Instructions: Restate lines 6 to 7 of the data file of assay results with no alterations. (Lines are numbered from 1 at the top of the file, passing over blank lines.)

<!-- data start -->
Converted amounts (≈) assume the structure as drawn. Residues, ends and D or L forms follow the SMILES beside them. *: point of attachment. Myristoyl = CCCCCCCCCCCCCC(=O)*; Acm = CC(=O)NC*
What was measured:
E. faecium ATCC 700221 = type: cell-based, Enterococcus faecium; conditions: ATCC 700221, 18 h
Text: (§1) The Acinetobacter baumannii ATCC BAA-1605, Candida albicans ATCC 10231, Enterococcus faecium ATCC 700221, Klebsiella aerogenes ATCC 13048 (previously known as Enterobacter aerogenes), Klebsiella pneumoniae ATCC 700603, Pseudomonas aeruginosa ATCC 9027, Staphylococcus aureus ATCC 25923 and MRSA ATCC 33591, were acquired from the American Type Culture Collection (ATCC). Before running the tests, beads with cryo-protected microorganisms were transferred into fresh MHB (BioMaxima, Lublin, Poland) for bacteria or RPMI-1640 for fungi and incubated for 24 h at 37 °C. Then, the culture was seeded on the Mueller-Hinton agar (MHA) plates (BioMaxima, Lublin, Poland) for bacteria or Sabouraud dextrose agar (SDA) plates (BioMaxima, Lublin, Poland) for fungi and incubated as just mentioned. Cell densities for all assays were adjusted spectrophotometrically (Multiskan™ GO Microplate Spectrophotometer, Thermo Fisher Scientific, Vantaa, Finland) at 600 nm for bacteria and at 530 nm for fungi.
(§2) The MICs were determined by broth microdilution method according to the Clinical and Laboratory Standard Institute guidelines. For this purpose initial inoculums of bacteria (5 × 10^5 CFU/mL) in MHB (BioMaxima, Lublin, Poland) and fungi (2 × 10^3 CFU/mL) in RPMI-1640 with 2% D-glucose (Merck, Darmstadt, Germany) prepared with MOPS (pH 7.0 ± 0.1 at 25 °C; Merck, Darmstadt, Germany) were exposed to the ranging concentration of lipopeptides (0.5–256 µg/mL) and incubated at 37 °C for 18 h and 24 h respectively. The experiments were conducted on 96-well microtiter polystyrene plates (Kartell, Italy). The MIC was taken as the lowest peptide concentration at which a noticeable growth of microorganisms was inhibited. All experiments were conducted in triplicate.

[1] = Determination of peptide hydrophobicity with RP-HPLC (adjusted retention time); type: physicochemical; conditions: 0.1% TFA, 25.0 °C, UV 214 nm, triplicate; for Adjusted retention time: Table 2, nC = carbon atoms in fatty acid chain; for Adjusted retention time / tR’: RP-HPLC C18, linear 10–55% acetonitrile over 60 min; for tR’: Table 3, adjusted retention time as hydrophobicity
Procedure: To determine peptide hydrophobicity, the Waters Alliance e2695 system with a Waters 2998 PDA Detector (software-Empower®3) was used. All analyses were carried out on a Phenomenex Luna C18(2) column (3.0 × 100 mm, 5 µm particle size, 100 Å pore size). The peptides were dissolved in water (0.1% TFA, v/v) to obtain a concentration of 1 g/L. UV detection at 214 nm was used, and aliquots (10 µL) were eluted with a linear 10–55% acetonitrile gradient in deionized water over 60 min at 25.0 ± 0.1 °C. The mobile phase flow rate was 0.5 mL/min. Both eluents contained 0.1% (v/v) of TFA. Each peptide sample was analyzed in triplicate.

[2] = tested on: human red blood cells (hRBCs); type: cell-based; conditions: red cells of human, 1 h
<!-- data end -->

[1] = Determination of peptide hydrophobicity with RP-HPLC (adjusted retention time); type: physicochemical; conditions: 0.1% TFA, 25.0 °C, UV 214 nm, triplicate; for Adjusted retention time: Table 2, nC = carbon atoms in fatty acid chain; for Adjusted retention time / tR’: RP-HPLC C18, linear 10–55% acetonitrile over 60 min; for tR’: Table 3, adjusted retention time as hydrophobicity
Procedure: To determine peptide hydrophobicity, the Waters Alliance e2695 system with a Waters 2998 PDA Detector (software-Empower®3) was used. All analyses were carried out on a Phenomenex Luna C18(2) column (3.0 × 100 mm, 5 µm particle size, 100 Å pore size). The peptides were dissolved in water (0.1% TFA, v/v) to obtain a concentration of 1 g/L. UV detection at 214 nm was used, and aliquots (10 µL) were eluted with a linear 10–55% acetonitrile gradient in deionized water over 60 min at 25.0 ± 0.1 °C. The mobile phase flow rate was 0.5 mL/min. Both eluents contained 0.1% (v/v) of TFA. Each peptide sample was analyzed in triplicate.